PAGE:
The girl, scared, crosses the bridge, but is joined by her executioner; luckily she is saved by two policemen, but her happiness does not last long. One of the two agents is actually a stalker who, after killing his colleague by making him fall from the ceiling, wants to abuse the protagonist.
In the distance, a masked sniper observes the scene and decides to “save” Yuri. The student manages to escape, after recovering a pistol from the policeman and starting a fire with her body, to generate a blanket of smoke to hide behind.
Without going any further, suffice it to say that Yuri, after confronting and defeating a masked maid, discovers that the masks are actually electronic devices that control people’s minds, inciting them to kill. The young woman realizes, therefore, that behind the masks there are no monsters with human features, but real human beings.
The only way you can escape from that crazy world is a helicopter that can only take one person outside. At the end of the episode, Yuri meets a girl like her, suggesting that in that reality there might be other survivors.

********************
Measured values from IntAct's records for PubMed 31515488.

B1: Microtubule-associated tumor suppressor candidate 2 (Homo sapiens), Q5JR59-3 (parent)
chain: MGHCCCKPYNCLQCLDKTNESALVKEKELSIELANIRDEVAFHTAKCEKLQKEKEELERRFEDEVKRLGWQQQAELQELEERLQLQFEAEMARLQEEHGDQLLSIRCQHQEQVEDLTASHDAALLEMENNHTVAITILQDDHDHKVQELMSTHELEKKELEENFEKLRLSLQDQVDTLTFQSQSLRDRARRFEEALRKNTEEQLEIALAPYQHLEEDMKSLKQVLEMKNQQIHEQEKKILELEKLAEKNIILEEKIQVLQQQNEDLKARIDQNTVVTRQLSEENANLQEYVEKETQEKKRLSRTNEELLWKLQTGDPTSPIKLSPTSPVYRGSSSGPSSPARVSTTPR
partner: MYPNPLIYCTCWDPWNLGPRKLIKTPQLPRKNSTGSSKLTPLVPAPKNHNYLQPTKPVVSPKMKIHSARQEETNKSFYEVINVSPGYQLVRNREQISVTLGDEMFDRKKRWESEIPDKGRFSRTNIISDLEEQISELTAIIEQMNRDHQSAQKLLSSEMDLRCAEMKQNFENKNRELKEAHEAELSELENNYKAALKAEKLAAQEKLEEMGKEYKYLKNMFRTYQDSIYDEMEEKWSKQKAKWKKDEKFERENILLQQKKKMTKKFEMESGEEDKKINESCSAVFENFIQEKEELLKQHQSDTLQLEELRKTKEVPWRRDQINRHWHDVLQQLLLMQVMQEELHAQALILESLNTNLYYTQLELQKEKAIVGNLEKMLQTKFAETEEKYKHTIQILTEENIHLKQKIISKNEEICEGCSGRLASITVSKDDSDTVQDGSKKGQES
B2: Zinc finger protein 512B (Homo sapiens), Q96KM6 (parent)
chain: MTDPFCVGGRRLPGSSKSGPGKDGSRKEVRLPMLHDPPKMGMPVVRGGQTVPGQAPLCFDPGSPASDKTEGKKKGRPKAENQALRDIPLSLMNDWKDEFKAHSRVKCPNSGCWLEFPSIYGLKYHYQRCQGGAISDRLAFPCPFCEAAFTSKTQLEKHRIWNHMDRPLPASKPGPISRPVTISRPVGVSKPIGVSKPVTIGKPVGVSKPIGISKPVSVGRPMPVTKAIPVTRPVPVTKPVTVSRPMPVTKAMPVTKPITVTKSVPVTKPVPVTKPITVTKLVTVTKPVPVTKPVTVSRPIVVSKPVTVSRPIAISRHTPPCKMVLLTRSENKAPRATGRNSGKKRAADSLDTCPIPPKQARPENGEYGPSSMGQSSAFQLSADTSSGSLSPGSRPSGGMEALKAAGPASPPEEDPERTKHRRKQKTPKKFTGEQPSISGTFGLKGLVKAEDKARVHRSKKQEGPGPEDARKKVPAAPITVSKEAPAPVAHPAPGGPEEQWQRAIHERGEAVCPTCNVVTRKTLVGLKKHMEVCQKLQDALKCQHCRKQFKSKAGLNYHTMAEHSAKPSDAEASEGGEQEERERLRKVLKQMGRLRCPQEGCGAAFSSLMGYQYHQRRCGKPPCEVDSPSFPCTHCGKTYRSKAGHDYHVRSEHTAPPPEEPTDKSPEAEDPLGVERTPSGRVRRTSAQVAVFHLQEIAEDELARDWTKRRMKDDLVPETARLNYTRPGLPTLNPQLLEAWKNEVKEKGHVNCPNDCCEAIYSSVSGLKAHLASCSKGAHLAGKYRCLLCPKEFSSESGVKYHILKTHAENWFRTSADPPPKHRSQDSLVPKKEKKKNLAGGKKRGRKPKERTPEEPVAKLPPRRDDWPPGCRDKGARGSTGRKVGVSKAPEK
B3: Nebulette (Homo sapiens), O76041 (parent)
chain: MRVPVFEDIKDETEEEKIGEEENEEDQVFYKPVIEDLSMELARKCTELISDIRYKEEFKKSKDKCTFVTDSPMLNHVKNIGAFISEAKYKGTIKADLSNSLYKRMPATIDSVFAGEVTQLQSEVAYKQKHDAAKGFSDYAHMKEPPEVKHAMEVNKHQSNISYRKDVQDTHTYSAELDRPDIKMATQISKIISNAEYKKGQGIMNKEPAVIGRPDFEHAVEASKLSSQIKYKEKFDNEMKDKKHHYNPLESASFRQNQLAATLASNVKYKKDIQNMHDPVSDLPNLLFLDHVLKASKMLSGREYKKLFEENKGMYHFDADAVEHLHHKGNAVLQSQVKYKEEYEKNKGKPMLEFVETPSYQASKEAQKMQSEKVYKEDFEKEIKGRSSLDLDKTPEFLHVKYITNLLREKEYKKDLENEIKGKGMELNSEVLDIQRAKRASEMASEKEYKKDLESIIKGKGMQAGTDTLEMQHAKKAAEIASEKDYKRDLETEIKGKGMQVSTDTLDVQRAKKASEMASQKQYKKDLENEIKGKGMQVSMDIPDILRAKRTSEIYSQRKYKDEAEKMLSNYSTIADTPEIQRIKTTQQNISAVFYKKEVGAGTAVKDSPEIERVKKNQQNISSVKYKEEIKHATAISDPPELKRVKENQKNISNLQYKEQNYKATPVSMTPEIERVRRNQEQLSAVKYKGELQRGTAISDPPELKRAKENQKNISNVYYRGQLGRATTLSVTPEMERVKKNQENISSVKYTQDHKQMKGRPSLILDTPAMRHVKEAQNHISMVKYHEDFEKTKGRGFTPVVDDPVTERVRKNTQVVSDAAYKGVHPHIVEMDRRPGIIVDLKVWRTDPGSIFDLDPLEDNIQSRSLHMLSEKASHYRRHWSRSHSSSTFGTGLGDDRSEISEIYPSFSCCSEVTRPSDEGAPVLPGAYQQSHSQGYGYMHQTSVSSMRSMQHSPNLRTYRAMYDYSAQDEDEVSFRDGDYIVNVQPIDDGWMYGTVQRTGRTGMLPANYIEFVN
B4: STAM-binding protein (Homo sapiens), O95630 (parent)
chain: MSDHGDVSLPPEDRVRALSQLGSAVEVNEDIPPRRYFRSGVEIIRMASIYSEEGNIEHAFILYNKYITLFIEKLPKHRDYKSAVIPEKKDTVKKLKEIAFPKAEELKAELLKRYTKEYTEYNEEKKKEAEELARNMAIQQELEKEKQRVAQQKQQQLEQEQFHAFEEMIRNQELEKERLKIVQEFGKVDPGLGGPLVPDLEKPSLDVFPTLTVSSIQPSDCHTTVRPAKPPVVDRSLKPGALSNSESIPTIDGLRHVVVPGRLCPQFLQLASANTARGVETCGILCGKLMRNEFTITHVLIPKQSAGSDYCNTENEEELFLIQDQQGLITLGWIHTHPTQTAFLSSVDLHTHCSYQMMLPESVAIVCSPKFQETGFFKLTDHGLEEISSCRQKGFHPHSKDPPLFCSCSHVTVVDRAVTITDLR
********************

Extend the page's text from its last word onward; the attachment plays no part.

Net of an increasingly urgent and frenetic pace, we must highlight some obvious writing problems, very conscious of having seen only the pilot. Once the vision was finished, numerous questions piled up that in one way or another prompted us to continue the vision, hoping to receive an answer. In fact, there is a strong desire to find out exactly what world Yuri is in, how he came to it, who are the masked men, what are the masks, who is behind everything, and why does he act this way. These are just some of the questions that have arisen, but there is one in particular that stimulated us more than necessary to complete the vision: when the protagonist flees from the masked sniper, he is seen holding a photograph of the protagonist with “For my older brother, Yuri“.
We do not exclude that there may be some kind of link between the girl and the sniper, who may have come to that strange world years before, perhaps as a victim or perhaps for work, and found a mask, but has not gone completely mad; This would explain why when he had both the student and the stalking policeman at gunpoint, he wanted to kill the second, perhaps to protect or help her, and to avoid being discovered by those in charge of everything, he continued to hold her at gunpoint.